National Stolen Treasures
Dylan Robinson discusses art music's indigenous inclusions
Written by Dillon Ramsey
Photography by Ash Tanasiychuk
Go into any of Canada’s “great” museums and you will more than likely come face to face with collections of First Nations artefacts acquired by means that could be called questionable at best. Indeed, colonial Canada has long made a point of stockpiling the ceremonials of its indigenous peoples, cultivating something of a faux national identity predicated on stolen and imitated culture. But of course, it is often only through physical objects, such as clothing and masks, totems and utensils, that this culture is conveyed; it’s not as easy to put music in a museum, as sounds and words cannot be confiscated so easily from their original owners and put in an exhibit, or a storage unit, somewhere. Or can they? Actually, archives all across the country are “home” to hundreds of traditional First Nations songs which were recorded, catalogued, and eventually appropriated by ethnographers, composers, and ethnomusicologists throughout the twentieth century. There is now a handful of contemporary scholars committed to finding out what has happened to these works, and to what extents they have been exploited, transformed, or reclaimed.
One such scholar is UBC’s Dylan Robinson, a postdoctoral fellow in the First Nations Studies programme whose ongoing work involves critically interrogating the ways in which indigenous songs have been appropriated by composers throughout Canadian history. He recently co-edited a collection of works called Opera Indigene: Re/Presenting First Nations and Indigenous Cultures, and he is currently completing a new monograph, Songs Taken for Wonders: The Political Aesthetics of Indigenous Art Music in North America. And tonight, Robinson has been invited by SFU’s Vancity Office of Community Engagement to present a public lecture concerning his inquiries into indigenous inclusions in Canadian art music, and the multiple projects and productions which have informed his research.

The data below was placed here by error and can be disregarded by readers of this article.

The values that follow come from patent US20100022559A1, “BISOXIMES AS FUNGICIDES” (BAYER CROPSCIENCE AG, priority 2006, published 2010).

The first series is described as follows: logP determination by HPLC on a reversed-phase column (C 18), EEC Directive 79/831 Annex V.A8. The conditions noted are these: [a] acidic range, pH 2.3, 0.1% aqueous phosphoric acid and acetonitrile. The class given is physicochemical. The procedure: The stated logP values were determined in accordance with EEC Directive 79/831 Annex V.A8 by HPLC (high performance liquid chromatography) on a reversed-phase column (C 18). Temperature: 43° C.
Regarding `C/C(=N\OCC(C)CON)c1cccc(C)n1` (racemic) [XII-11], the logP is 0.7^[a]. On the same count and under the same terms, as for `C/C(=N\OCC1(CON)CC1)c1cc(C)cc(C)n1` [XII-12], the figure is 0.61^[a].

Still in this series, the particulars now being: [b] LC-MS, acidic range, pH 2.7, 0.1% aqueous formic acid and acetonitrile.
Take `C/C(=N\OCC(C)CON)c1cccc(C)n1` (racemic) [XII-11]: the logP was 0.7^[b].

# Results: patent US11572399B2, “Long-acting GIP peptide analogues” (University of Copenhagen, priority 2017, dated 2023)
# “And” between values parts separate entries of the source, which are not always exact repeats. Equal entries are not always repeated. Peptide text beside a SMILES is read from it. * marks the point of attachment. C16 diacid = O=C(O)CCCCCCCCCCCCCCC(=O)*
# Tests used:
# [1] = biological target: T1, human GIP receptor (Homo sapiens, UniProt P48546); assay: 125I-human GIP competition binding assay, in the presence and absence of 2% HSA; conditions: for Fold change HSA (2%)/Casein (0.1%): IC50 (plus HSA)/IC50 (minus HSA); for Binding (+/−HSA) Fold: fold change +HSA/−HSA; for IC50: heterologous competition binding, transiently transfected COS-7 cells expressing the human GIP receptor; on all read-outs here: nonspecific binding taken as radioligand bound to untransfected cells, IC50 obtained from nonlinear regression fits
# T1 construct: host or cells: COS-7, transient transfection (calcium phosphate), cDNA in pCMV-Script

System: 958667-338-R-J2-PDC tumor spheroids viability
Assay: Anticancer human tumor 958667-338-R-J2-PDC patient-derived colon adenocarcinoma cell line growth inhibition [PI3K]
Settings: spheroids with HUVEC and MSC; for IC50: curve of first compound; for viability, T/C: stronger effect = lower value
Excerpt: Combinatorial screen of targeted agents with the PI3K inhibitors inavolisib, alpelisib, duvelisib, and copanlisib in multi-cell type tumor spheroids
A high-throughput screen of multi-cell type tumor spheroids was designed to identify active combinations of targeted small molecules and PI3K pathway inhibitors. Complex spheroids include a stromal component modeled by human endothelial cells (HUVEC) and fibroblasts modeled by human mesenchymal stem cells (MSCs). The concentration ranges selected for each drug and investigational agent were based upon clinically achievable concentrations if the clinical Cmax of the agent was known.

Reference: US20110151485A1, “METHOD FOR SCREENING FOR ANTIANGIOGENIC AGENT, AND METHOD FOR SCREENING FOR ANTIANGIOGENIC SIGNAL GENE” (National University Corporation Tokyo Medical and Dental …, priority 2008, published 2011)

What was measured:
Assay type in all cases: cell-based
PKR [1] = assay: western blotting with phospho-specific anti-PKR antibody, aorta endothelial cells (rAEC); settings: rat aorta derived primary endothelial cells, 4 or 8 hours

It’s a cool, grey autumn evening, and a group of about thirty have gathered in the Djavad Mowafaghian World Art Centre, glowing dimly but warmly, to hear Robinson speak. Following a formal introduction from programme coordinator Andrea Creamer, Robinson takes the podium with a politely affable and academic charm. Being a member of the Stó:lō Nation, Robinson begins his presentation in his people’s traditional language, modestly confessing that he is still in the process of learning it, and commences his lecture.
Robinson’s investigation into the adaptations and appropriations of First Nations culture started when he was a student contemplating opera, and thinking about the interesting integrations and collaborations that have merged the medium of classical music with indigenous songs, dances, and customs. To demonstrate how these cultural convergences can be enriching and cooperative experiences, Robinson comes ready with a dozen compelling examples. The violin and cello virtuoso Dawn Avery, and her musical allusions to her Mohawk ancestry; creative collaboration between Laura Ortman and Raven Chacon; the now-famous Four Seasons Mosaic; and Tanya Tagaq‘s work with the Kronos Quartet. “You couldn’t begin to imagine how many concertos for throat singers there are,” chuckles Robinson lightheartedly. He explains that these types of cross-cultural art music ensembles only emerged over the last ten to twenty years. Of course, cross-cultural art music has a history in Canada that dates to the 1920s, but in most cases these endeavours were neither collaborative nor entirely ethical.
Robinson talks animatedly about the culturally tactless approach taken by some of Canada’s canonical musicians and ethnomusicologists, such as Marius Barbeau and Sir Ernest MacMillan in their recording and appropriation of First Nations traditions.